Issuu on Google+

Volume 2, Issue 2 Winter Edition 2010

...CONNECTING THE DOTS... NORTHWEST NEW MEXICO COUNCIL OF GOVERNMENTS Serving San Juan, McKinley, and Cibola counties for almost 40 years Publication Period: September 3—December 8, 2010 Produced by: The Staff of the Council of Governments

BOARD OF DIRECTORS: EXECUTIVE COMMITTEE

FOUR CORNERS GEOTOURISM PROJECT:

BILLY MOORE

“ENCHANTING LANDSCAPES AND ENDURING CULTURES”

Chairman, McKinley County

DR. WILLIAM A. HALL Immediate Past Chairman City of Farmington

BRANDING THE FOUR CORNERS.

DR. JIM HENDERSON 1st Vice-Chairman, San Juan County

The COG staff has been working to advance a significant project in our region: a partnership with National Geographic’s Maps Division to increase tourists stays and economic impact by creating a MapGuide and interactive website that appeals to international, national, and regional visitors that want to immerse themselves into the Four Corners region and local cultures.

JOE MURRIETTA nd

2

Vice-Chairman, City of Grants

LOUIE BONAGUIDI Treasurer, City of Gallup Member Governments Cibola County McKinley County San Juan County City of Aztec City of Bloomfield City of Farmington City of Gallup City of Grants Village of Milan

The project is community-driven and all site nominations are submitted via the internet and the following website:

Affiliates

www.fourcornersgeotourism.com

NWNM Reg. Solid Waste Authority

The deadline is approaching rapidly and all submissions need to be in by December 17.

Inside this issue:

National Geographic is looking for Brownfields: Key to Redevelopment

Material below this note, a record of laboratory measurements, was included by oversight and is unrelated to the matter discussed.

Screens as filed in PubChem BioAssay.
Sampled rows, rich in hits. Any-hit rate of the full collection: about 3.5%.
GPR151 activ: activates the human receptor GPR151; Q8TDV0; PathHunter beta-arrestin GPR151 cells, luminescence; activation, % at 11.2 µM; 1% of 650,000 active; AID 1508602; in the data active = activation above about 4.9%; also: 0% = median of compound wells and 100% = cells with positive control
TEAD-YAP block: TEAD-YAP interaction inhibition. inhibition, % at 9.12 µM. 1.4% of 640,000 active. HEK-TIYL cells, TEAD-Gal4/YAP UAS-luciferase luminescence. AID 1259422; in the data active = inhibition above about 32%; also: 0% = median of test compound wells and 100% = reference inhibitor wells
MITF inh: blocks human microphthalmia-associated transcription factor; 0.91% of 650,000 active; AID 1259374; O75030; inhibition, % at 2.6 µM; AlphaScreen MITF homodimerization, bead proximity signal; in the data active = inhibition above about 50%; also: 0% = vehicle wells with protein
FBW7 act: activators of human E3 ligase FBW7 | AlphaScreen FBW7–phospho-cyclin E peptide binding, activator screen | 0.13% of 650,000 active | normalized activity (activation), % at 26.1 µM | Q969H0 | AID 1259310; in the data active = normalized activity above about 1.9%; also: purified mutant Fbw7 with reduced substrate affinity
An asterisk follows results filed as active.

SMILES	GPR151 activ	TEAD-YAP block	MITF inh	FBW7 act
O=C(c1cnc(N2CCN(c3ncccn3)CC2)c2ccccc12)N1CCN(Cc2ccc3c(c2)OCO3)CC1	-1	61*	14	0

2

$180M for Navajo-Gallup Water Supply Project

3

NAT-GEO Four Corners Geotourism Project (cont)

4

Forum 2010 (cont)

5-6

COG Congratulations to Newly Elected Officials

7

Capital Outlay Monthly Reports Due December 15

7

Much, Much More

8-9

sites that qualify under its “ geoto ur is m ” p hilos op hy . Geotourism is defined as "tourism that sustains or enhances the geographical character of a place - its environment, culture, aesthetics, heritage, and the well-being of its residents." This project will join 12 other projects of its kind in the world. A sampling of other projects and regions include:  California’s Redwood Coast  Portugal’s Douro Valley  Baja California  Guatemala  Peru Please help nominate and spread the word about this opportunity to local businesses, places, and events. Examples of NWNM nomina-

tions to date include the following authentic sites:  El Morro National Monument  Chaco Canyon NHP  El Rancho Hotel  Wines of the San Juan  Old School House Gallery  Three Rivers Brewery  Bisti / De-na-zin Wilderness Area  Salmon Ruins  Road Apple Rally Route  Kokopelli’s Cave B&B  Totah Festival Indian Market  Animas Riverwalk  Winfield Trading  Perry Null/Tobe Turpen Trading Company  Gallup Cultural Center More Details on page 4